Alabama-Coushatta Tribe of Texas
The citizens of the Alabama-Coushatta Tribe of Texas have elected Millie Thompson Williams as the tribe’s Second Chief Elect. Ms. Williams will be the first woman to serve as a Chief in the history of the tribe, which was forcefully relocated to Texas in the 18th Century.
The Second Chief is known within the tribe as the Mikko Istimatokla. The role of both the Principal and Second Tribal Chiefs, which serve for a lifetime, is to act as ambassadors of the tribe and to provide cultural advice to the Tribal Council and key tribal committees. Ms. Williams will be officially inaugurated along with Mikko Choba Elect (Principal Chief) Kanicu Donnis Battise on Sunday, January 1, 2023. The previous Mikko Choba, Herbert G. Johnson, Sr., passed away in August 2021.
Ms. Williams is a lifelong resident of the Alabama-Coushatta tribal community and has been an educator and Health/Mental Health Coordinator of the tribe’s Head Start Program for over thirty-five years. She is also a Sunday School teacher at the Indian Village Assembly of God Church, leading the classes in the tribal language. She is a tribal elder who is consulted for language preservation within the tribal community.
A mother of four children and grandmother to six, Ms. Williams is humbly honored by this monumental and distinguished vote as the tribe’s next Mikko Istimatokla, which will place her in a highly esteemed position within the Alabama-Coushatta Tribe of Texas.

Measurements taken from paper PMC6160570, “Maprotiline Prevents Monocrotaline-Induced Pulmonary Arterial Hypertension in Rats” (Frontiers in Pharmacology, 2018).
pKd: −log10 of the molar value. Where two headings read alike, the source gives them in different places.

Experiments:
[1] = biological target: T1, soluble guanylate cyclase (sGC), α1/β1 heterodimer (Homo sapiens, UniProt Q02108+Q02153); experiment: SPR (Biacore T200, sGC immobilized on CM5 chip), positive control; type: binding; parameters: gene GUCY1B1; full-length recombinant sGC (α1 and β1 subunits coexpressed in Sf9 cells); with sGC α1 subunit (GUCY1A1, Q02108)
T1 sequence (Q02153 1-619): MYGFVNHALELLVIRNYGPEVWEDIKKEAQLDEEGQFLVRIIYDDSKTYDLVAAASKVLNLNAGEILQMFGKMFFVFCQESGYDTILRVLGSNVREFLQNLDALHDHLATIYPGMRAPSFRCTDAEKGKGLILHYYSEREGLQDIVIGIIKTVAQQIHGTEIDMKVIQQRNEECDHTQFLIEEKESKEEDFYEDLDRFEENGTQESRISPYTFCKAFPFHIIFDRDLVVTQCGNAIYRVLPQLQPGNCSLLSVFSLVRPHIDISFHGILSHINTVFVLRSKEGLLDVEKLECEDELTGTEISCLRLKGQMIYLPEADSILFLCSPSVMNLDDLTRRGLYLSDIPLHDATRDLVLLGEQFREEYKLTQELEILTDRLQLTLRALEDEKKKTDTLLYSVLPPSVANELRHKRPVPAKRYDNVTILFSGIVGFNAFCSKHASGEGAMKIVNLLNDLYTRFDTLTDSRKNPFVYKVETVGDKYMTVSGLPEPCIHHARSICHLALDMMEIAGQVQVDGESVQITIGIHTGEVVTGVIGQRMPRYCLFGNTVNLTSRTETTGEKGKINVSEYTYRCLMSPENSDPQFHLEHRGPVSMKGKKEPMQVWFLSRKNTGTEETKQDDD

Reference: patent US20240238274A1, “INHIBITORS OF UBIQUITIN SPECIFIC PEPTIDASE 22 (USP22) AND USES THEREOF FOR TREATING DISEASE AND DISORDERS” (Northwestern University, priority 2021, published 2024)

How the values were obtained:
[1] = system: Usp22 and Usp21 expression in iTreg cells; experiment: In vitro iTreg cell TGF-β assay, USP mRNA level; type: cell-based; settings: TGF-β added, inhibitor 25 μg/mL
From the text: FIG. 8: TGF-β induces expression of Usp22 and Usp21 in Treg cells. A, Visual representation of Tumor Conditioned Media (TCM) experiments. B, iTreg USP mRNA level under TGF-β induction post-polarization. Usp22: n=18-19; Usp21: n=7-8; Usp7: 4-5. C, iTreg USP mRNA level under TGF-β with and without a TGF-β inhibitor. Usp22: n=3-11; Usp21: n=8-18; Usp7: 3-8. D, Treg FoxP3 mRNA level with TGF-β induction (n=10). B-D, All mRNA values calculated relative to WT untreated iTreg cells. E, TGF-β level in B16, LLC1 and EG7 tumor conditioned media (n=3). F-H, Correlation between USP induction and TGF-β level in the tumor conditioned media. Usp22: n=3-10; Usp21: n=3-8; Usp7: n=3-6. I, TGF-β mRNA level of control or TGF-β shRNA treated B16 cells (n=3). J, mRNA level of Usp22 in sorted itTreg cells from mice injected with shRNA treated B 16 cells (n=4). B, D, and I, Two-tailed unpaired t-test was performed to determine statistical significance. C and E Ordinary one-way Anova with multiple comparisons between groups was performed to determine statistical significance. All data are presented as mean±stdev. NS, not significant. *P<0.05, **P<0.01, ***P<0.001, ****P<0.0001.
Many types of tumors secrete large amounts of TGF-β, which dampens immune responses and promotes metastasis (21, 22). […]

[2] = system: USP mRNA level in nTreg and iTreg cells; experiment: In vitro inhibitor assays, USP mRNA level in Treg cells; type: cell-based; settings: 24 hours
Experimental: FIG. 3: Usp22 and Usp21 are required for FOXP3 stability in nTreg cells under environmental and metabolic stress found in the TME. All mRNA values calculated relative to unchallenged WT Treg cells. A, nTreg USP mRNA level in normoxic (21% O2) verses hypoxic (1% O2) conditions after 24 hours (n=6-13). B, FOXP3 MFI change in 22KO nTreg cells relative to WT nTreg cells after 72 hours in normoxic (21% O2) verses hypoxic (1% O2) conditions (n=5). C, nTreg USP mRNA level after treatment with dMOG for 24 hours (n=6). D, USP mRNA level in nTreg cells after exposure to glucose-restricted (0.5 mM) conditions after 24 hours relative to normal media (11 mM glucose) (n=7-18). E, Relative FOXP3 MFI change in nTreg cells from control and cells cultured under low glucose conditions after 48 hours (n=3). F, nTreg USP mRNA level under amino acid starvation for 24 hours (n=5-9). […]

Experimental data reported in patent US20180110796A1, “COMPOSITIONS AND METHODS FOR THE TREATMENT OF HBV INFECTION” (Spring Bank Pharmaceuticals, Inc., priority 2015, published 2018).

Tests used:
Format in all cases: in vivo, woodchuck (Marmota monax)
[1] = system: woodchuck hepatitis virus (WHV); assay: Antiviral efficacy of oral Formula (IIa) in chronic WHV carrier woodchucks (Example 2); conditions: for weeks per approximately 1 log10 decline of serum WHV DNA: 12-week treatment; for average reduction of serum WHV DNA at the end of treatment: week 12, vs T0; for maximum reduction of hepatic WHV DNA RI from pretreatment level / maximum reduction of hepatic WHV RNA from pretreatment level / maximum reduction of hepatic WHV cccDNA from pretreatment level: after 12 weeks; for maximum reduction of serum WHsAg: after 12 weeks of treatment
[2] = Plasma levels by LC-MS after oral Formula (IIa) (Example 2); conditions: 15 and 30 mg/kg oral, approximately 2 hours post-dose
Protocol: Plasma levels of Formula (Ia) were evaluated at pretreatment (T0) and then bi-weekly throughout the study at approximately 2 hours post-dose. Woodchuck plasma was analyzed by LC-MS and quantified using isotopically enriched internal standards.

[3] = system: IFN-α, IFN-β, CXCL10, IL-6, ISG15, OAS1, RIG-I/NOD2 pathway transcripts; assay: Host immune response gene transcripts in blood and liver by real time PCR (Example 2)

“This is an absolutely historic moment for our tribe,” said Ricky Sylestine, the Chairman of the Alabama-Coushatta Tribe of Texas Tribal Council. “We are proud of our new Second Chief and look forward to this new chapter in our story. She will be a great leader for our tribe, and her election will send a positive message to all of the young people in our community. The upcoming inauguration of our new Chiefs is going to be a very exciting time for the Alabama-Coushatta Tribe of Texas.”
The Alabama-Coushatta Tribe of Texas has the oldest reservation in Texas, located on approximately 10,200 acres near Livingston. The tribe is a fully functioning sovereign government with a full array of health and human services, including law enforcement and emergency services. There are more than 1,300 members, about half of whom live on the reservation. The tribe is governed by an elected Tribal Council and advised by the Principal Chief and Second chief.